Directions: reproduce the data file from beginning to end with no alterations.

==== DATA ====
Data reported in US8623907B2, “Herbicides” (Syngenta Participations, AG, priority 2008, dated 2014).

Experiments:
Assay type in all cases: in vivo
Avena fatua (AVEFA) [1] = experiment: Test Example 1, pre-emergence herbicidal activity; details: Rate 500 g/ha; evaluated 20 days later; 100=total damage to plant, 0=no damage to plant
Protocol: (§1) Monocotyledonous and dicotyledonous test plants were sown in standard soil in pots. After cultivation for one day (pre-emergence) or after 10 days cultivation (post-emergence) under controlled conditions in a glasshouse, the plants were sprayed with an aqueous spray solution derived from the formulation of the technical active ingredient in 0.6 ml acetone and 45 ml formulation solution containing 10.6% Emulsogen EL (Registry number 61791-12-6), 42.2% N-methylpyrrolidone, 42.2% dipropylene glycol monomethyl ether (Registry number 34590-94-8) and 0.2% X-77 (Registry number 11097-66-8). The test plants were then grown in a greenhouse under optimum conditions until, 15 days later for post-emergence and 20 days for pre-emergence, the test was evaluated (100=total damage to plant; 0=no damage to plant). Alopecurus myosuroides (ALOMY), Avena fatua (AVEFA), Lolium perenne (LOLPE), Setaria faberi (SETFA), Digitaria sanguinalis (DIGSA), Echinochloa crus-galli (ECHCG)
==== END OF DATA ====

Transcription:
Data reported in US8623907B2, “Herbicides” (Syngenta Participations, AG, priority 2008, dated 2014).

Experiments:
Assay type in all cases: in vivo
Avena fatua (AVEFA) [1] = experiment: Test Example 1, pre-emergence herbicidal activity; details: Rate 500 g/ha; evaluated 20 days later; 100=total damage to plant, 0=no damage to plant
Protocol: (§1) Monocotyledonous and dicotyledonous test plants were sown in standard soil in pots. After cultivation for one day (pre-emergence) or after 10 days cultivation (post-emergence) under controlled conditions in a glasshouse, the plants were sprayed with an aqueous spray solution derived from the formulation of the technical active ingredient in 0.6 ml acetone and 45 ml formulation solution containing 10.6% Emulsogen EL (Registry number 61791-12-6), 42.2% N-methylpyrrolidone, 42.2% dipropylene glycol monomethyl ether (Registry number 34590-94-8) and 0.2% X-77 (Registry number 11097-66-8). The test plants were then grown in a greenhouse under optimum conditions until, 15 days later for post-emergence and 20 days for pre-emergence, the test was evaluated (100=total damage to plant; 0=no damage to plant). Alopecurus myosuroides (ALOMY), Avena fatua (AVEFA), Lolium perenne (LOLPE), Setaria faberi (SETFA), Digitaria sanguinalis (DIGSA), Echinochloa crus-galli (ECHCG)